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Rossport Five will not be at oral hearing into Corrib

The Rossport Five will not be participating in the two day public consultation relating to the Corrib gas project which gets underway this Wednesday, October 12.But the five men, who were imprisoned for 94 days for breaching a High Court injunction preventing them from interfering with work on the Corrib gas pipeline, are expected to make a statement at the public hearing.Dr Mark Garavan, spokesperson for the Shell-to-Sea campaign in support of the landowners, told the Western People that the men will issue a statement outlining why they will not be participating in the process and the contraints that they regard themselves to be under.The men consider the independent safety review to be too constrained in its terms of reference. It will examine the high pressure pipeline but Shell-to-Sea would like to see it examine alternative methods of processing the Corrib gas as well.“By that we mean an offshore platform,” Dr Garavan explained.He said the Rossport Five considered themselves to be constrained in two ways in terms of participating in the public hearing. Firstly, they remain party to an on-going court process. “The men cannot speak at this type of open forum because the issues they might raise could be raised in the High Court,” Dr Garavan said. They also note that a mediation process is to be put in train between them and Shell in due course. The men wish to await that process before adressing the substantial issues they have.“The principal of consultation is one we applaud,” Dr Garavan said. “It has come too late. The consents have been granted and the Compulsory Acquisition Orders have been given for this project. It does not make sense to have all of these initiatives now.”The public consultation has been arranged by the Department of Communications, Marine and Natural Resources as part of the independent safety review into the onshore upstream section of the Corrib gas pipeline.The hearing will take on Wednesday, October 12 and Thursday, October 4 in Teach Iorrais, Geesala and will be chaired by Mr John Gallagher, Senior Counsel.A spokesperson for the Department of Communications, Marine and Natural Resources indicated that the public consultation will commence at 10.00 am on Wednesday, October 12. The format of the proceedings will be decided by the Chairperson.It was revealed that Advantica, the company commissioned to carry out the independent safety review of the Corrib gas project will also be represented at the public hearing.Submissions to the public consultation can be made in person at Teach Iorrais. Written submissions can also be sent to the Corrib Technical Advisory Group by post, fax, e-mail or hand delivered to the Office of the Chief Technical Advisor, Department of Communications, Marine and Natural Resources, 29-31 Adelaide Road, Dublin 2, Fax: (01)6782659 or e-mail Corrib.TAG@dcmnr.gov.ie The closing date for written submissions is 5.30pm on Friday October 28 next. All written submissions received will be published on the Department of Communications, Marine and Natural Resources website at www.dcmnr.gov.iePublic opinion towards the public hearing seems mixed. Some regard the Corrib project as a “done deal”, some feel the consultation initiative is “too little, too late” but others are hopeful that locals and anyone else with an interest in the project will use the opportunity to engage in dialogue and find a resolution to the controversial proposals.Ms Maura Harrington, a well known opponent of the gas pipeline and on-shore terminal proposals, was critical of the fact that the consultation was being held mid week and during working hours, making it difficult for working people to participate. She revealed that she will not be participating in the event herself as she was previously barred from the venue over a gas related issue.Meanwhile Statoil, which is co-venturer in the Corrib gas project, has written to the Western People to stress that it did not have any part to play in the development which led to the release of the Rossport 5 on Friday, September 30 last.“The Norwegian government does not interfere with the day to day running of Statoil and, therefore, did not have any bearing on this outcome,” the company’s Public Affairs Manager, Kai Neilsen wrote.“Similarly, the recent meeting between Statoil and members of the men’s families and their representatives was useful in enhancing our understanding of the core issues but did not directly lead to the welcome developments of last week.”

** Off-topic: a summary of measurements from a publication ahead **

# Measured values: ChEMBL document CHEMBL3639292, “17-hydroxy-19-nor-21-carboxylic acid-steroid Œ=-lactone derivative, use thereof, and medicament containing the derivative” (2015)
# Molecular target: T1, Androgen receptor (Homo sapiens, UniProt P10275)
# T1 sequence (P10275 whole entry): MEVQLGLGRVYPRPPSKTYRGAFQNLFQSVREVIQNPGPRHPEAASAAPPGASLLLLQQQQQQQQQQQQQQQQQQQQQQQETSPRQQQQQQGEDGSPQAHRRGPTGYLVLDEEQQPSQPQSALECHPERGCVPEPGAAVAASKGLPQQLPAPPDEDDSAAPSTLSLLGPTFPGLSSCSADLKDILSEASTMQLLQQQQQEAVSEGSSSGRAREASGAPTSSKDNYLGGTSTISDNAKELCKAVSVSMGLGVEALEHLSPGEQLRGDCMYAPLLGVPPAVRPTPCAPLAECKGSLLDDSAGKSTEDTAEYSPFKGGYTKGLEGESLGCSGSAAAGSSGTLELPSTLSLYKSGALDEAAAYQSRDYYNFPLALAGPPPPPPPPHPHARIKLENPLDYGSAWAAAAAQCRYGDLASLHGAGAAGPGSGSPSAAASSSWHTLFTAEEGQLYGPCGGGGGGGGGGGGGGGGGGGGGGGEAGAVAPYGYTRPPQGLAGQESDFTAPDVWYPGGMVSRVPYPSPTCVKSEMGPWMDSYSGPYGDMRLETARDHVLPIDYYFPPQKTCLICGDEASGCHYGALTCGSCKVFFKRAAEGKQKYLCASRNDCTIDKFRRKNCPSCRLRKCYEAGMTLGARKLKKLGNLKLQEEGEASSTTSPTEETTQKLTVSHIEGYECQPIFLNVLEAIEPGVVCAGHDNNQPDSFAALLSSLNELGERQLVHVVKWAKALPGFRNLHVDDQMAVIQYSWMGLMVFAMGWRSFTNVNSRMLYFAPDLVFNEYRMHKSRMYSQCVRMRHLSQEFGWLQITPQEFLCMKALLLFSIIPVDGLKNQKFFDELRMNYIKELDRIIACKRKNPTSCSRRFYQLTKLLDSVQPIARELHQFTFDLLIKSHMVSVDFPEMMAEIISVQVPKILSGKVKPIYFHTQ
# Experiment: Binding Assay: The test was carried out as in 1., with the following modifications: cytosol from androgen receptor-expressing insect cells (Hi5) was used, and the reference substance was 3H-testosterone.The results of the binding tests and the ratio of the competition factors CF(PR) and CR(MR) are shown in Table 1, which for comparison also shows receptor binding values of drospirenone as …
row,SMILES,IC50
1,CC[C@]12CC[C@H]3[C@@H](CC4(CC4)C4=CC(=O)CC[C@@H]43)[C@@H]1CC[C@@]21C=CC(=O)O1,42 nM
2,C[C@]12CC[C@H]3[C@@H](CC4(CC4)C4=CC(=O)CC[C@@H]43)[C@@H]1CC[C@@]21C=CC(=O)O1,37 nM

Posted Date: 
13 October 2005 - 3:23pm